Home » The reactions after the investor plans ended: fan associations celebrate, clubs hope for the future

The reactions after the investor plans ended: fan associations celebrate, clubs hope for the future

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The reactions after the investor plans ended: fan associations celebrate, clubs hope for the future

As of: February 21, 2024 9:41 p.m

With the abrupt cancellation of the billion-dollar deal with an investor, the German Football League has bowed to the fans in a test of strength. On Wednesday (February 21, 2024), the DFL ended negotiations about the entry of a strategic partner to restore peace in the stadiums.

Some clubs had recently suggested further votes. There had previously been weeks of fan protests in the 1st and 2nd leagues with tennis balls, chocolate coins and other sweets, remote-controlled cars and even small airplanes, and there was a threat of game cancellations. Ultimately, only investor CVC remained in the controversial bidding competition.

Watzke: “Process is over”

“Now I just had the feeling that there was no longer a majority. And then you no longer need to vote if you have the feeling. In any case, this process is now over,” said DFL Supervisory Board Chairman Hans-Joachim Watzke .

Moritz Kühn, sports show, February 21, 2024 11:25 p.m

The executive board of the umbrella organization of the 36 professional clubs decided unanimously in Frankfurt am Main not to continue talks with CVC – and after the hoped-for deal fell through, it now has to find other sources of money in order to implement its modernization plans.

This is how football Germany reacts to the failed deal

Oke Göttlich, member of the DFL executive committee and president of the second division club FC St. Pauli: “The process could no longer be implemented in this form, also because the game operations and therefore football itself are increasingly endangered. There was also a risk of further polarization, which could block a constructive exchange in the long term. We have to look for solutions together instead of against each other work. It is not the time for one-sided blame or howls of triumph, but for respectful exchange – in the common interest of strengthening football in national competitions on the basis of 50+1 and other statute-relevant rules. Everyone has to move to achieve this, otherwise we will come not progress – but will soon be faced with the rubble of an idea of ​​more balanced competition and cleaner regulatory processes. With this step, we are urgently required to seek the institutionalized dialogue with the fan groups that has been buried for many years and to necessarily talk to each other about the financial future of the clubs. “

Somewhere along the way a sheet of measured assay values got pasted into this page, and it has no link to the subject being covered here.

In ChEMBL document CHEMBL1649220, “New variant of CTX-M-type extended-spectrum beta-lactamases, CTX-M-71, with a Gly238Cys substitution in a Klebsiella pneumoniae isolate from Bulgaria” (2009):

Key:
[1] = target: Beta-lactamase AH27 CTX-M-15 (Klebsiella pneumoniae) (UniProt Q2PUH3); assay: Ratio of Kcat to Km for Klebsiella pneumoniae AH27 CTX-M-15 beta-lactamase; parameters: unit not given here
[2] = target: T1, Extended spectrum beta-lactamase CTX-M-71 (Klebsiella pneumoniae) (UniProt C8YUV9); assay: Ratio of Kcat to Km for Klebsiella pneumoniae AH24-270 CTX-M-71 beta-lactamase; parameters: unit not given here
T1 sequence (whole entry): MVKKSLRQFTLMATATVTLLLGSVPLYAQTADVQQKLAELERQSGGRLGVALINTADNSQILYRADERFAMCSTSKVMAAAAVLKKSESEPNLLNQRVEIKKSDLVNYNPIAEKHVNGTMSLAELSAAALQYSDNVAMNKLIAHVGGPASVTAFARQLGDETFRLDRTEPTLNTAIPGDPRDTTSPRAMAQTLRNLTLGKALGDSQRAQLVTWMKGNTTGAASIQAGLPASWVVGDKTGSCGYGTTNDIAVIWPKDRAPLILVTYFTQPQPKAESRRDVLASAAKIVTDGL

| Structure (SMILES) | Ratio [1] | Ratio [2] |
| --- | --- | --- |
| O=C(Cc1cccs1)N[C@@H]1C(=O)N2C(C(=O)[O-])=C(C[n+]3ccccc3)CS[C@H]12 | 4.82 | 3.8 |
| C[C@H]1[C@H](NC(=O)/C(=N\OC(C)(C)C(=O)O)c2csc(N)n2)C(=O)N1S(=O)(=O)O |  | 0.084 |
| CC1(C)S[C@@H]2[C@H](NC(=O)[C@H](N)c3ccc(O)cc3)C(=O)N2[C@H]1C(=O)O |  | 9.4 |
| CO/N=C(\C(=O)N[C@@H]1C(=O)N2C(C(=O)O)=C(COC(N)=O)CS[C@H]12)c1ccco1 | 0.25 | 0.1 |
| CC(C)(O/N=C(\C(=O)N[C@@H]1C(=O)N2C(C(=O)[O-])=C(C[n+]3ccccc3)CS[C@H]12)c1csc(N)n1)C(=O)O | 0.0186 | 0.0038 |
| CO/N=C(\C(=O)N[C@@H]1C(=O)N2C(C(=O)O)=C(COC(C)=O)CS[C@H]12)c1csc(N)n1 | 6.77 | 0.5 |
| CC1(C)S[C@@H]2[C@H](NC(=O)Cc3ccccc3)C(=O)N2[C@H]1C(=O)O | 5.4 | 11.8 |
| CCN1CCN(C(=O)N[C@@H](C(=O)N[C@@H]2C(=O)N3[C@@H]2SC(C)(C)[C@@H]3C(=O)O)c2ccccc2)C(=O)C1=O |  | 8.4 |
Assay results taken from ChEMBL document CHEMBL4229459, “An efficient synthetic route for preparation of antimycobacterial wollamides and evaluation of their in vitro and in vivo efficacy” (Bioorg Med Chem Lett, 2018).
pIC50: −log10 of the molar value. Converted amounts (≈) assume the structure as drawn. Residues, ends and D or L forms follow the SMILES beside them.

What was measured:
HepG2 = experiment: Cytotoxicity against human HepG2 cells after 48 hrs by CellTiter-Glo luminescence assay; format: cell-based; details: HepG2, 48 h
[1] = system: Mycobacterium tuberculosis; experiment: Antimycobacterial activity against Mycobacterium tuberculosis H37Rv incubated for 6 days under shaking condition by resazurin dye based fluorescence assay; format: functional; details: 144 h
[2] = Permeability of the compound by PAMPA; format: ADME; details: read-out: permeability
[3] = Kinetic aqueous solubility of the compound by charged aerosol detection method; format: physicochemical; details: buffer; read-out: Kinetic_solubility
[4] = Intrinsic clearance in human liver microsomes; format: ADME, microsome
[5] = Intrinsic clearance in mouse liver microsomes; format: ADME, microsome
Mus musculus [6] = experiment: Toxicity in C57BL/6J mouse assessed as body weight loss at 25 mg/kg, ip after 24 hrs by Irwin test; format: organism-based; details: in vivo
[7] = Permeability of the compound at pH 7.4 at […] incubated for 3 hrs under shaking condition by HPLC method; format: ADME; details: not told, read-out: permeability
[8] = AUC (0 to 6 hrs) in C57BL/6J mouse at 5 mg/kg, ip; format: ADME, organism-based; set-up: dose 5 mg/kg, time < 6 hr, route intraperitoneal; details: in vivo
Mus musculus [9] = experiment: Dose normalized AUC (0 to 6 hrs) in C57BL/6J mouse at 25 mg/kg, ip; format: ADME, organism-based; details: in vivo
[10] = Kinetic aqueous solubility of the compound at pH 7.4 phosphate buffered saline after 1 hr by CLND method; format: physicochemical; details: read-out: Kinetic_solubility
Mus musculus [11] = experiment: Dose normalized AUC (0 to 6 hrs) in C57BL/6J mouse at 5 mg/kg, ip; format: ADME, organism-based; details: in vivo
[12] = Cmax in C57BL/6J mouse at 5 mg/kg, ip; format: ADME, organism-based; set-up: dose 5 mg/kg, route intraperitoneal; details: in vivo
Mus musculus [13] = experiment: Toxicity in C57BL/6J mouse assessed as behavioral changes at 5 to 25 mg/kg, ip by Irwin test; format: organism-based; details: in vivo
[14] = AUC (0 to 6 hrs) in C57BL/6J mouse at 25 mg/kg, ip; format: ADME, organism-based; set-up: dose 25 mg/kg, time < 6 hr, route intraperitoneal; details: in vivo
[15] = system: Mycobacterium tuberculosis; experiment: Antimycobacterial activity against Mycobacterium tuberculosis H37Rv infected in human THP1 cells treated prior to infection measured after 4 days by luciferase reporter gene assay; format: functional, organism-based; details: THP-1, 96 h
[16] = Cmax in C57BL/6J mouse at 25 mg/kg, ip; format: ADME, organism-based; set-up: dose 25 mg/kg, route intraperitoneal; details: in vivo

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Thomas E. Herrich, Managing Director, Hertha BSC (second division team):
“We support this step by the DFL executive committee and consider it to be the right decision in the overall situation,” said managing director Thomas Herrich, according to a statement from the club. “What will now be decisive is how the DFL and its clubs will align themselves in the future and what long-term objectives will be agreed upon that can sustainably strengthen the leagues,” said Herrich.

CVC (DFL’s sole negotiating partner):
“We have no comment.”

Fan Association “Our Curve”:
“It becomes clear how important, how competent and how strong fans and members are in the clubs. We now know once again how valuable the 50+1 rule and the participation of members are.” (Chairman Jost Peter) “A good day for Germany’s football fans.” (Association spokesman Thomas Kessen)

VfB Stuttgart (Bundesliga team):
“We welcome this understandable decision by the DFL Executive Board, which allows all of us who love football to come together again. Now it is important to draw conclusions from the past few weeks and to use this to create a basis for the further development of German football, supported by as many as possible “To create professional football. Associations, clubs and fans can only do this together.”

Michael Ströll, Managing Director FC Augsburg: “We welcome the DFL executive committee’s decision not to continue the process. We placed great trust in the committee to make a responsible decision in the interests of German football and were not disappointed. The decision was certainly not made lightly, but We are convinced that, taking into account all the circumstances, it is correct and expedient in the current situation. It is important that this decision is not now used by the supporters to force the division of the leagues. That would be completely out of place in the current situation. The merger of the two leagues is a great and important asset for German football.”

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Citizens’ movement for financial transition (managing director Daniel Mittler):
“Public pressure from civil society can also stop big money. For us, this is a cause for celebration.”

Several clubs had previously called for a new vote after doubts were raised about Martin Kind’s behavior in the DFL vote on investor plans in December. The managing director of Hannover 96 was instructed by his club to vote against the investor plans. In the “secret” vote, it was Kind’s vote that seemed to have made the DFL’s plans possible.

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